Mar 31, 2014 Joe Genco Uncategorized
The halls and classrooms of Waterman Primary School were buzzing with activity on March 26 as Skaneateles teachers and students from all grades exhibited science, technology, engineering and math programs.
The event, dubbed “STEMAhead,” was the district’s first-ever open house that gave parents and members of the community an opportunity to see some of the unique programs that go on inside the schools, particularly those facilitated by technology that wasn’t available a generation ago.
Interim Superintendent of School Judy Pastel said the idea behind the event was to “unzip” the classroom and allow members of the community to see firsthand some of the things that take place.
“I wanted us to have an open house with STEM and technology across the disciplines because there is such great teaching and learning going on in the classrooms,” she said.
The event was presented in partnership with the Skaneateles Education Foundation which has provided the district with many grants that have allowed for the purchase of new equipment, Pastel said.
Most recently the foundation, along with the Elementary Parent Teacher Committee, provided the district with a set of GolidBlox, a learning tool designed help teach engineering skills to elementary-age girls.
Late last year the foundation also announced a partnership with the Elsa and Peter Soderberg Charitable Foundation, who will help with grants for STEM programs and technology.
Using new technology and teaching methods in the elementary schools was one theme of the evening. In Cafeteria B, fifth grade students demonstrated their use of programming software that works with Lego robots, while elsewhere pathologists Cheryl Tompkins and Laura Vincent demonstrated how Waterman students can participate in speech therapy programs using iPad apps.
In addition to highlights of the mandatory curriculum, the open house featured class work from elective classes and some extra-curricular clubs and programs.
Members of the high school’s technology club displayed an electric car that will compete in an upcoming
“Electrothon” competition at Watkins Glen.
Senior Jake Regan said he has worked on the car along with the club as a part of his senior project for Engineering Design and Development (EDD), the final class in the elective Project Lead the Way engineering classes.
While the technology club built the car, Regan tackled the task of designing and building from scratch a new carbon fiber frame, which will be lighter and more efficient.
“It’s a lot of fun, but it’s definitely a learning experience figuring out exactly how to do all of this,” Regan said.
At the competition, the car will be tested to see how many laps it can do on a track with one charge of its batteries.
Another display highlighted acoustic and electric mandolins constructed as a part of Computer Industrial Manufacturing, a class taken by mostly sophomores. Students use a combination of computer software and hand-operated equipment to design, cut and shape the wood for the instruments.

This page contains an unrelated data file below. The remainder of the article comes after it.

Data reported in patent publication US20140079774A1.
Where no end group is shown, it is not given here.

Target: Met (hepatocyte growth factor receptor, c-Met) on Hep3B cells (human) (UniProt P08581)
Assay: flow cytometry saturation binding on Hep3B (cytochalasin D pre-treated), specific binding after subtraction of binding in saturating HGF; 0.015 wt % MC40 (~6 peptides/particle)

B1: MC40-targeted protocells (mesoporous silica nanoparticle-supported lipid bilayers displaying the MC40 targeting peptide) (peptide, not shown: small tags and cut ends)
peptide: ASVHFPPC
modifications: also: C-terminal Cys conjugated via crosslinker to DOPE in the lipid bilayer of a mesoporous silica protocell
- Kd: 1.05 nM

Seniors Maria Schillacc and Adam Leesman said they are expanding on the mandolin project for their senior EDD project by experimenting with different materials, including carbon fiber, to see how they will affect the sound of the final product.
Though he plans to pursue other studies in college, Leesman said his interest in engineering classes started back in middle school when he worked with Lego Mindstorm robots as a part of a technology class every student in the district takes.
Technology teacher Matt Slauson said the electric car and the mandolin projects were made possible in part by ALLRed Associates, an Elbridge-based company that provided the school with the carbon fiber material.
Three students gave STEM talks in the Waterman library during the open house. STEM talks, a program that is new this year, involves students conducting research and then preparing a 15-minute speech relating their findings. The STEM talks are not a part of a class or in the curriculum, but a voluntary program that allows students to develop “soft skills,” like public speaking, science teacher Rick Garrett said.
“So many times in college you write a paper and that really does nothing. You just write a paper. What this is, is actually presenting your argument verbally, and that I always felt was so important,” Garrett said.
So far the talks have been done by high school sophomores and, prior to the open house, were presented during the high school activity period. Criteria for the talks include making the subject matter understandable for any audience, showing real world applications, using humor and involving the audience in the presentation.
Vincent Viego gave a talk titled “Does an Apple a Day Keep the Doctor Away?” Viego talked about how modern diets are heavy in carbohydrates and gluten, which have been shown by research to cause type II diabetes and other health problems. Since they contain sugar, the old adage about apples may be misleading, Viego concluded.
Aimee LaFrance gave a talk titled “Personalities” during which she explained theories on different personality types and how people can use knowledge about their personality to work well with others or to pick a career.
Kaitlyn Neal gave a talk titled “Your Perception is your Reality,” that dealt with the matter of how each person’s perception of the world affects their brain chemistry.
Joe Genco is the editor of the Skaneateles Press. He can be reached at email@example.com.
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